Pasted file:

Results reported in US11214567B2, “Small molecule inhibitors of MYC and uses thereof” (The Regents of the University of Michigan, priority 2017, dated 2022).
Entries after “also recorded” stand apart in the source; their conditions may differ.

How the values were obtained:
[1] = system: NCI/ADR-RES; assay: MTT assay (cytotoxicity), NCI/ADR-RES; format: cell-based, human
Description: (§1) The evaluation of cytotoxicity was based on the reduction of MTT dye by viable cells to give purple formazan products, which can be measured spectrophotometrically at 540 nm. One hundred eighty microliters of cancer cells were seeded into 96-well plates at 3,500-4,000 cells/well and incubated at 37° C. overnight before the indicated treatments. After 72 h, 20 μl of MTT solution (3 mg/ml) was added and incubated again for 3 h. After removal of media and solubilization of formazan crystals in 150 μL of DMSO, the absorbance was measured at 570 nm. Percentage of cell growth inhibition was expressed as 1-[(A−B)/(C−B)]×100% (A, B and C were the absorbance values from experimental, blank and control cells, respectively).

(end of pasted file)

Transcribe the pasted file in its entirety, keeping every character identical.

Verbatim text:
Results reported in US11214567B2, “Small molecule inhibitors of MYC and uses thereof” (The Regents of the University of Michigan, priority 2017, dated 2022).
Entries after “also recorded” stand apart in the source; their conditions may differ.

How the values were obtained:
[1] = system: NCI/ADR-RES; assay: MTT assay (cytotoxicity), NCI/ADR-RES; format: cell-based, human
Description: (§1) The evaluation of cytotoxicity was based on the reduction of MTT dye by viable cells to give purple formazan products, which can be measured spectrophotometrically at 540 nm. One hundred eighty microliters of cancer cells were seeded into 96-well plates at 3,500-4,000 cells/well and incubated at 37° C. overnight before the indicated treatments. After 72 h, 20 μl of MTT solution (3 mg/ml) was added and incubated again for 3 h. After removal of media and solubilization of formazan crystals in 150 μL of DMSO, the absorbance was measured at 570 nm. Percentage of cell growth inhibition was expressed as 1-[(A−B)/(C−B)]×100% (A, B and C were the absorbance values from experimental, blank and control cells, respectively).